Active wildfires burning in BC, 13 July 2017 (BC Wildfire Service/Google)
More than 300 firefighters from across Canada including New Brunswick are now in British Columbia to relieve those already on the ground battling over 180 wildfires.
Some progress has been made thanks to recent cooler weather but 14,000 residents have been evacuated and thousands more are on alert to leave their homes at short notice.
Forecasters say gusty winds expected this weekend could fan the flames even further and the heat is also expected to return.
The economy of the B.C. Interior is taking a hit this summer with many campgrounds and provincial parks forced to close due to the wildfires and related road closures.
Wildfire north of Cache Creek, BC, 07 July 2017 (BC Transportation/Twitter)
A state of emergency is in place across British Columbia which gives government special authority over more than 230 wildfires.
B.C. wildfire officials say weeks of hot, dry weather combined with strong winds and dry lightning have led to almost 16,000 hectares being burned so far.
More than 7,000 residents in the Interior and Cariboo regions have been evacuated from communities like Cache Creek, Princeton, Ashcroft and 100 Mile House to be housed in Kamloops.
Temperatures remain hot in these areas this weekend soaring above 30 C.
Weather watches, warnings, statements re: heat and thunderstorms, 08 July 2017 (Environment Canada)
A strong ridge of high pressure over Western Canada has pushed the thermometer into record high territory for British Columbia and Alberta.
On 07 July, dozens of communities set new maximum temperatures with the highest at 39.4 C in Warfield and 38.3 C in Nelson but the hot spot in Canada was Garden River in northern Alberta at 40.3 C.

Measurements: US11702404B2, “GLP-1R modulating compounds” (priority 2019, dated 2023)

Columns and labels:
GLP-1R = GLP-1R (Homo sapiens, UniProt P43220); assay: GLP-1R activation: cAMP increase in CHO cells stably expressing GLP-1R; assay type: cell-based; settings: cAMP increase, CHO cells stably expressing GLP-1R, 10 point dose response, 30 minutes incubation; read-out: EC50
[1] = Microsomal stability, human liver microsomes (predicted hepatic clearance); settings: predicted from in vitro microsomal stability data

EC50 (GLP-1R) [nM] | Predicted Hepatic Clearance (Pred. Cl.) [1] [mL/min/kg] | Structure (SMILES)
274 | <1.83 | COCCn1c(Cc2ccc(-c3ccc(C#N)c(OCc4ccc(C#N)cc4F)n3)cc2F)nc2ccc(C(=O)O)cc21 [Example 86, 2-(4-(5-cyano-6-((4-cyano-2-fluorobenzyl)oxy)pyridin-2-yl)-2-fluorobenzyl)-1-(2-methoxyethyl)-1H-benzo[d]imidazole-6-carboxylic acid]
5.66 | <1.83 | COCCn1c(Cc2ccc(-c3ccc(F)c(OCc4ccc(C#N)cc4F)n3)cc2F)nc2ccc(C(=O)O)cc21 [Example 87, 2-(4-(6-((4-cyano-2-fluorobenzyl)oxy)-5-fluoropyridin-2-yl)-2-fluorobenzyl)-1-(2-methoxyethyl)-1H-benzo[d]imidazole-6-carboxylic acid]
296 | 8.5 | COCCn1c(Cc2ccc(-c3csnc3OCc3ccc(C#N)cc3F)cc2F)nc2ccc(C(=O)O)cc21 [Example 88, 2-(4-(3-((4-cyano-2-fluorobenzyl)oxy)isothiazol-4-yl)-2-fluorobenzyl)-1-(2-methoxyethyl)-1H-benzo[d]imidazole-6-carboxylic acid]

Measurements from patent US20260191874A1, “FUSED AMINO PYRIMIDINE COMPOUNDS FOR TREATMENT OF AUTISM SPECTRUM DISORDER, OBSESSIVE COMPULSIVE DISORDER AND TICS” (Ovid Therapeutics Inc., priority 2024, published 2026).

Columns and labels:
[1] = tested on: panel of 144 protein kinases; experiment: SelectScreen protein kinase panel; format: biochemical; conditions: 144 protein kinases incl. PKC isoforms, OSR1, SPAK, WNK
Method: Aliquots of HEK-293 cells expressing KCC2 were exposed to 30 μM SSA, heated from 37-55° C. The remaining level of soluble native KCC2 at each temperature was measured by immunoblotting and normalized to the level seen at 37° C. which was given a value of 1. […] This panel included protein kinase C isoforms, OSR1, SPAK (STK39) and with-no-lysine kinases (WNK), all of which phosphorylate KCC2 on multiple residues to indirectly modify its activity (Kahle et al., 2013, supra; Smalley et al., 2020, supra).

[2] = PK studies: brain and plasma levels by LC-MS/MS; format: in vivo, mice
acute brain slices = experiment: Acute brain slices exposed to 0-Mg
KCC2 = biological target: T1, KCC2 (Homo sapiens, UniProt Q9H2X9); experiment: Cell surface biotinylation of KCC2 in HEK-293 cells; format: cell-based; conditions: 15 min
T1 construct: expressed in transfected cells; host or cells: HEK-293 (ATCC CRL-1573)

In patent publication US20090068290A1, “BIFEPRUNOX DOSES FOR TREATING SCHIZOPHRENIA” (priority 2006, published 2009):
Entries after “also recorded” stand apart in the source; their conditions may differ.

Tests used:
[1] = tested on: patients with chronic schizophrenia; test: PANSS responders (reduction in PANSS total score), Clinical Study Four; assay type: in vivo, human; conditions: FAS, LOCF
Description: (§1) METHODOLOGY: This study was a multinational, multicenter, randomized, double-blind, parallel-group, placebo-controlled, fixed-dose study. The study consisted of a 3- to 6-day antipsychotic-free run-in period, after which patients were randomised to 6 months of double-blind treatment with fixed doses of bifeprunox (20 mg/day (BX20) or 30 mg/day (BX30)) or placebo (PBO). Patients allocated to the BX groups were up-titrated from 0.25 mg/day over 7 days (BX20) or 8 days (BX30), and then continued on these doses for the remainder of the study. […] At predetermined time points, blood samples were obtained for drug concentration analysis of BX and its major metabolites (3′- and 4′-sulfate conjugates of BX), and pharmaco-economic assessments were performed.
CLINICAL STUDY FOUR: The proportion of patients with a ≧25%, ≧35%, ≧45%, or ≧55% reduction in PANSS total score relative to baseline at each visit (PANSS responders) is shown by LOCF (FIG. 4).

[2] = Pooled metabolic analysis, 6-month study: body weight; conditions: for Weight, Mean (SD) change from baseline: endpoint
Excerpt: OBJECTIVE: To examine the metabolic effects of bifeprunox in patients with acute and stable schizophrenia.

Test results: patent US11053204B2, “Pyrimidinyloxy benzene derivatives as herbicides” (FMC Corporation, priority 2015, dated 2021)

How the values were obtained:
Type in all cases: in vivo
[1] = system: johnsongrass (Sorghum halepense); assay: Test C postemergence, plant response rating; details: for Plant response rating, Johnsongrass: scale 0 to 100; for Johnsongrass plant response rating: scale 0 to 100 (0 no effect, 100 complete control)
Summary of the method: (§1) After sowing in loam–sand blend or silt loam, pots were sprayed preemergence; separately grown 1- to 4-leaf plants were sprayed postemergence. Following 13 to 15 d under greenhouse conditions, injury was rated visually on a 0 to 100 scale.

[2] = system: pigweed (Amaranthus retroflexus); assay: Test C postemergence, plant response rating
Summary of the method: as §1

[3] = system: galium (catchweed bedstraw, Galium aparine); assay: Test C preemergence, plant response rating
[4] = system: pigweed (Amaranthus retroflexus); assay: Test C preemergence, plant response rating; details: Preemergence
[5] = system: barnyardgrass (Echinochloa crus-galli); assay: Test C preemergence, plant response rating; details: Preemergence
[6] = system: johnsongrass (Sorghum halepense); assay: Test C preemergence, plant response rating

The major cities were warm too with Calgary reaching 33 C and Edmonton 30 C.
Heat warnings have been issued for most of Alberta and parts of Saskatchewan where temperatures will be near 29 C or higher for the next few days and residents are urged to take precautions.
Cherry blossoms in Vancouver,BC,15 April 2017 (CityofVancouver/Twitter)
Canada’s so-called Left Coast may have the mildest winters in the country but along with that comes a lot of cloudy skies and precipitation mostly falling as rain.
After a colder and snowier than usual winter, Vancouver experienced a gloomy March with the least amount of sunshine since records began in 1951 and it rained 28 out of 31 days.
So it’s no wonder, the sight of beautiful pink and white cherry blossoms is causing traffic troubles with so many drivers and pedestrians stopping to admire them.
The peak bloom is a bit later than normal this year thanks to dismal weather causing the Vancouver Cherry Blossom Festival to reschedule some events.
For the first time since 2013, Southeast New Brunswick will have a White Christmas.
Although it was mild and rainy on Christmas Eve, not enough showers will fall to wash away the roughly 10 cm of lying snow in Greater Moncton.
Christmas Day is expected to be sunny with seasonal temperatures.
The only two parts of Canada that will not have a White Christmas are the Atlantic coast of Nova Scotia and the Pacific coast of British Columbia.